Arch of Medinaceli -Medinaceli-, at Soria.
It is the only instance of a monumental arch composed by three gates in Hispania: a curious thing if we consider that these archs were often built in the Roman world. It shows a good state of preservation though hard weather of its geographic settlement did spoil its decoration. It was built at the top of a hill over Jalon river valley being almost 1.200 m. high in a very cold, rainy, windy, snowy area. Effect tried on this place was surprising people and showing greatness and power of Rome. Time has wasted ashlars, patterns and cornices, just leaving signs of past. Northern and Eastern sides, close to the village and mountain are better preserved, but southern and eastern sides looking to the valley are really spoilt. Anyway lower part, specially basement, is worse preserved: many ashlars have been restored.
Since it has almost totally lost its inscription surrounding the monument, written with golden letters, datation of the building has been difficult. At a first sight scholars thought that Trajanus Emperor constructed it, but later investigations concluded that it was built at Domitian age, at the end of 1st century. The arch was a part of the wall that gave the village shelter surrounding the top of the mountain.
It is built with Opus Quadratum of a different size, placed at a linear or -rarely- perpendicular way. Over them decorative elements were carved. Dimensions of the whole are 13,20 m. long, 2,10 m. wide and 9 m. high.
First level consists of four big pillars joined through vaults, forming two similar archs of 1,30 m. These are composed by seven equal voussoirs. They have a little archivolt that surrounds the exterior side. These two wholes -the lateral archs- are crowned by a moulding: central arch departs from it and made them elements supporting it.
A second level, crowned by a moulding similar to that of lower elements, consists of a central arch with 4,90 m. formed by 23 voussoirs and two lateral decorative wholes. They were formed by groove pillars with a corinthian capital, a pediment and two bases supported by its lower moulding, a little archivolt that surrounds its exterior side. At its four corners, there are four pillars with two façades bigger than the prior, following the same design. Over the capitals there is nothing today: a free ashlar comes to the moulding where this level ends. This room was covered by a possible inscription or a decorative element. It is a curious design: pillars at a second level but not at the first one. It is done because the wall close to this arch was as high as the first level. So excessive highness was at the level of both pillars.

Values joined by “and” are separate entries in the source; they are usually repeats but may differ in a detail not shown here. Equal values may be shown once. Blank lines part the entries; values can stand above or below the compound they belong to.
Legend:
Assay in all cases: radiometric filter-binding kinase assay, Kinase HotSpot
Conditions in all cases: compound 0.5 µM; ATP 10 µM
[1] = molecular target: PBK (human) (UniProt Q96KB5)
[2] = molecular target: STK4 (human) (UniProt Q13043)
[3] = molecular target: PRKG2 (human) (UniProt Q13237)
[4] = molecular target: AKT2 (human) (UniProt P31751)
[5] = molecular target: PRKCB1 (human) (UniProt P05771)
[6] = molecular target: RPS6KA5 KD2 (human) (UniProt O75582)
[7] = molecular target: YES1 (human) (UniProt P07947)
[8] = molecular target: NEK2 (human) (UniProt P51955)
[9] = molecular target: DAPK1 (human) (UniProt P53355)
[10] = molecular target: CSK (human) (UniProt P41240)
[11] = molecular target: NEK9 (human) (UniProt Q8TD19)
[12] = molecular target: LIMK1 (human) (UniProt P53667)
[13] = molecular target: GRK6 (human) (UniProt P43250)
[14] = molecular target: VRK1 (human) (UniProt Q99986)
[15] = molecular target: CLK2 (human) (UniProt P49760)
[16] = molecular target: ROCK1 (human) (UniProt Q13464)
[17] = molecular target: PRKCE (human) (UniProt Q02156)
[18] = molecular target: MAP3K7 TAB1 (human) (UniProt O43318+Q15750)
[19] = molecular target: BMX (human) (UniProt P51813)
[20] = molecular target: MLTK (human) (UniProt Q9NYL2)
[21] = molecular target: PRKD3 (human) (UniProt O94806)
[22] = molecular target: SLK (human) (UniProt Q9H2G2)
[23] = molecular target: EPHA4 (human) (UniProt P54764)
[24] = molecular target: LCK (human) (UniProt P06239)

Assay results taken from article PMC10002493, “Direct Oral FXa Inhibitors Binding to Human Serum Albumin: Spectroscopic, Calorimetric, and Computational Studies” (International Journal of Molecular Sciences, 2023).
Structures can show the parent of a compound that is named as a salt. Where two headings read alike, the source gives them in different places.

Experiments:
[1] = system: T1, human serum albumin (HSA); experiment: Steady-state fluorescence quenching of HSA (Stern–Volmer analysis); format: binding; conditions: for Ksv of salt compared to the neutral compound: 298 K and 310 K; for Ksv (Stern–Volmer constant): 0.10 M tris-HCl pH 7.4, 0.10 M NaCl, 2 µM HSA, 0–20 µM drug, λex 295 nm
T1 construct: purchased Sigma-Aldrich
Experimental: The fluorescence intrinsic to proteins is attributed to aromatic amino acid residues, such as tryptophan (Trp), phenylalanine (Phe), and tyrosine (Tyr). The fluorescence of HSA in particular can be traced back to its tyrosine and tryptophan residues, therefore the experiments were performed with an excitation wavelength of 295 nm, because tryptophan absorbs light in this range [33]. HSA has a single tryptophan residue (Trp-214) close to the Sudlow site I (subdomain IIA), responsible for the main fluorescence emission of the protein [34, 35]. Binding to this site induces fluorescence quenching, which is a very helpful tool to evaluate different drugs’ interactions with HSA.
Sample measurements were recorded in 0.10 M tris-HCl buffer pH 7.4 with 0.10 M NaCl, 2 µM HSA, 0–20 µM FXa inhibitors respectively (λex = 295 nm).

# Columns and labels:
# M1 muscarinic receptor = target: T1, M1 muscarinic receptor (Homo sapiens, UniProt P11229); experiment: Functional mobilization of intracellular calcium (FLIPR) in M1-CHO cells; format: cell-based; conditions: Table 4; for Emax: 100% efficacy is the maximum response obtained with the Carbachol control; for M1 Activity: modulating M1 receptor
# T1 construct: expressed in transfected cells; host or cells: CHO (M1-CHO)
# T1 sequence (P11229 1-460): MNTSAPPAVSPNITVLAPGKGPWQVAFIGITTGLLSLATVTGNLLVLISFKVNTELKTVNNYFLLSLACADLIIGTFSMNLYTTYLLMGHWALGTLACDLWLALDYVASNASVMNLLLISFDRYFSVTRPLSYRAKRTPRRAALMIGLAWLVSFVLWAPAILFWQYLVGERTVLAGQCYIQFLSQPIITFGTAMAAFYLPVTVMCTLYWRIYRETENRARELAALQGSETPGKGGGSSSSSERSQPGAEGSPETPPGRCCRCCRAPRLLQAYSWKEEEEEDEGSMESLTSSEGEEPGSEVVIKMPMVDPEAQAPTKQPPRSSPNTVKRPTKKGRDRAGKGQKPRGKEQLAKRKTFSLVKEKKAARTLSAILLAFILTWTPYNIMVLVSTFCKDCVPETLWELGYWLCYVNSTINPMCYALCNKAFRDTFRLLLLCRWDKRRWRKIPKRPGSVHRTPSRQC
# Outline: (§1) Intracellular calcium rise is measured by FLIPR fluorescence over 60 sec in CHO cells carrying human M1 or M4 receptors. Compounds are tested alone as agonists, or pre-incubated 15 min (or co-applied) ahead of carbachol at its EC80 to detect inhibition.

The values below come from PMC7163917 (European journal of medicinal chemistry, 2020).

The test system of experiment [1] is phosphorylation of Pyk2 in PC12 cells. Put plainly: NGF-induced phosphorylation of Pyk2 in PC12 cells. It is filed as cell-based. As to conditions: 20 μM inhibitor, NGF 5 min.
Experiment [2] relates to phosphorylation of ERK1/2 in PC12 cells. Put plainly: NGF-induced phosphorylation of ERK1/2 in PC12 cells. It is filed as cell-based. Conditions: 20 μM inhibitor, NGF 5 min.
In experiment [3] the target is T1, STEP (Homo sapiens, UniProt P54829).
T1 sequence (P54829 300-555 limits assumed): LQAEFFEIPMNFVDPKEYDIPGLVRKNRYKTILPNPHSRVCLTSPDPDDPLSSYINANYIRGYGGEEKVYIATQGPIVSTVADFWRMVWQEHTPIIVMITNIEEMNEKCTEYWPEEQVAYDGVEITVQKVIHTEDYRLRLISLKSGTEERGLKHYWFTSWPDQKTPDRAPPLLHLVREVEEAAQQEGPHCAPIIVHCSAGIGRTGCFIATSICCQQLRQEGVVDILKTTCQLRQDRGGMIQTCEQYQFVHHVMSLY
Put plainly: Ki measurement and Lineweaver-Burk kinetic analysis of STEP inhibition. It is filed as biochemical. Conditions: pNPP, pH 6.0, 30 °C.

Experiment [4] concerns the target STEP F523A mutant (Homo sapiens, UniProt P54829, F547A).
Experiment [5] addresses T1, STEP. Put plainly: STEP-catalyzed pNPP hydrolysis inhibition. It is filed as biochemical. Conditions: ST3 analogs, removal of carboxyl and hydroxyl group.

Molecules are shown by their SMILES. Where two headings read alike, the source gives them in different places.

Third and last level is composed by two files of ashlars crowned by a cornice. On these ashlars were fixed the golden letters that made the commemorative inscription. Some marks for supporting can still be seen. Its superior part, on the plan, let us see that ashlars forming the width of the whole were joined by supporting staples. They have a slight slope at both sides.
In short, this is a three gates arch, not very common. It would probably evolution to one gate archs. It had a commemorative function, but was also a door to the city. Central arch was made for carts and animals; lateral for walkers.